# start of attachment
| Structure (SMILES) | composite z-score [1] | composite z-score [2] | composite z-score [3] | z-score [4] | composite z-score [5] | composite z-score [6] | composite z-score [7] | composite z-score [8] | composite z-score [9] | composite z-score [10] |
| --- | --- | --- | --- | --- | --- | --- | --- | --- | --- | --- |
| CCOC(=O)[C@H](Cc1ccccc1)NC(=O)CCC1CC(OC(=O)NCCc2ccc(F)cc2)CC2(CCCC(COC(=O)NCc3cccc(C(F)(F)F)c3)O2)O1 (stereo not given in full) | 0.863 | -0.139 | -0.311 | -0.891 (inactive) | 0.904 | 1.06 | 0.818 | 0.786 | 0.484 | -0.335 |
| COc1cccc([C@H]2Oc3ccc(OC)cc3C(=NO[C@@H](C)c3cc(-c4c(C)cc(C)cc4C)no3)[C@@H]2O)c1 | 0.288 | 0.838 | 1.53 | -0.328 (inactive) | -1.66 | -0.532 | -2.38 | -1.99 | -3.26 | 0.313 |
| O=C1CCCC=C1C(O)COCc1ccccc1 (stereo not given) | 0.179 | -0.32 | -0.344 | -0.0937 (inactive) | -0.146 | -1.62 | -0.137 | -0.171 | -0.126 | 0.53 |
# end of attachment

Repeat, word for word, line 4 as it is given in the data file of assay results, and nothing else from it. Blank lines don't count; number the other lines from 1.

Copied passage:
| COc1cccc([C@H]2Oc3ccc(OC)cc3C(=NO[C@@H](C)c3cc(-c4c(C)cc(C)cc4C)no3)[C@@H]2O)c1 | 0.288 | 0.838 | 1.53 | -0.328 (inactive) | -1.66 | -0.532 | -2.38 | -1.99 | -3.26 | 0.313 |